The effects of simulated crude oil soil contamination on microbial biomass, its activity and capacity to degrade crude oil hydrocarbons were examined in different soil types under different crop managements. The effect of the addition of different organic amendments (glucose, maize stalks and maize stalk compost) on microbial survival and crude oil degradation was also investigated. Microbial biomass was measured by the fumigation–extraction method and its activity was monitored by CO2 evolution. Soil resilience was evaluated also from the amount of crude oil degraded at the end of the incubation (60 days at 25 jC). This ranged between 1% and 45% in unamended soils with an average of 31.3F3.8% and increased up to 36.4F2.1% in compost amended soils, although this difference was not significant. Less than 2% of crude oil was mineralized to CO2 during 60 days of incubation, whereas more was irreversibly adsorbed (36–50%) and a smaller portion was lost by volatilization (10–33%). Crude oil caused a marked decrease in microbial biomass in Inceptisols (25%), a small increase in Entisols ( + 5%) and a much larger increase in Mollisols ( + 53%). In Mollisols, microorganisms were better protected from the adverse effects of oil spills, and oil hydrocarbons were utilized as a carbon source, whereas in Inceptisols and Entisols, crude oil adversely affected the soil microbial populations, suggesting less resilience. Grassland soils, generally, better sustained the microorganisms in comparison to similar arable soils under maize monoculture. The addition of organic substrates (glucose, maize stalks and maize stalk compost) to contaminated soils had no synergistic effect on the decomposition of crude oil components but produced a marked increase in microbial biomass (21–36%). This increase was smaller than in uncontaminated soils (range 27–75%). The metabolic quotient increased markedly in contaminated soils from a mean of 1.24 up to 4.78 mg CO2-C g 1 Bc h 1. Compost was the most effective amendment in reducing the metabolic quotient (2.36 mg CO2-C g 1 Bc h 1), indicating a decrease in stress conditions caused by oil contamination. In Mollisols, the qCO2 increased much less than in other soil types. No effects were observed on the decomposition rate of the different amendments indicating that decomposition of added substrates in soil was not significantly modified by crude oil contamination. D 2003 Elsevier B.V. All rights reserved.

Microbiological resilience of soils contaminated with crude oil

FRANCO FERNANDEZ, Irene Salome;CONTIN, Marco;DE NOBILI, Maria
2004

Abstract

The effects of simulated crude oil soil contamination on microbial biomass, its activity and capacity to degrade crude oil hydrocarbons were examined in different soil types under different crop managements. The effect of the addition of different organic amendments (glucose, maize stalks and maize stalk compost) on microbial survival and crude oil degradation was also investigated. Microbial biomass was measured by the fumigation–extraction method and its activity was monitored by CO2 evolution. Soil resilience was evaluated also from the amount of crude oil degraded at the end of the incubation (60 days at 25 jC). This ranged between 1% and 45% in unamended soils with an average of 31.3F3.8% and increased up to 36.4F2.1% in compost amended soils, although this difference was not significant. Less than 2% of crude oil was mineralized to CO2 during 60 days of incubation, whereas more was irreversibly adsorbed (36–50%) and a smaller portion was lost by volatilization (10–33%). Crude oil caused a marked decrease in microbial biomass in Inceptisols (25%), a small increase in Entisols ( + 5%) and a much larger increase in Mollisols ( + 53%). In Mollisols, microorganisms were better protected from the adverse effects of oil spills, and oil hydrocarbons were utilized as a carbon source, whereas in Inceptisols and Entisols, crude oil adversely affected the soil microbial populations, suggesting less resilience. Grassland soils, generally, better sustained the microorganisms in comparison to similar arable soils under maize monoculture. The addition of organic substrates (glucose, maize stalks and maize stalk compost) to contaminated soils had no synergistic effect on the decomposition of crude oil components but produced a marked increase in microbial biomass (21–36%). This increase was smaller than in uncontaminated soils (range 27–75%). The metabolic quotient increased markedly in contaminated soils from a mean of 1.24 up to 4.78 mg CO2-C g 1 Bc h 1. Compost was the most effective amendment in reducing the metabolic quotient (2.36 mg CO2-C g 1 Bc h 1), indicating a decrease in stress conditions caused by oil contamination. In Mollisols, the qCO2 increased much less than in other soil types. No effects were observed on the decomposition rate of the different amendments indicating that decomposition of added substrates in soil was not significantly modified by crude oil contamination. D 2003 Elsevier B.V. All rights reserved.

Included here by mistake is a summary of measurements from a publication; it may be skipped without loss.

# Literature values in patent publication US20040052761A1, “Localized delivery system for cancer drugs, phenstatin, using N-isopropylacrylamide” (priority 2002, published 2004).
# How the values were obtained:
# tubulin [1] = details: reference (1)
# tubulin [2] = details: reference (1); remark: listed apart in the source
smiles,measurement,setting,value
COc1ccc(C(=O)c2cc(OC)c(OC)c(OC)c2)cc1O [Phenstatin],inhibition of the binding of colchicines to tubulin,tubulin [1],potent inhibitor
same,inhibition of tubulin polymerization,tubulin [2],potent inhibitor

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Utilizza questo identificativo per citare o creare un link a questo documento: https://hdl.handle.net/11390/877748
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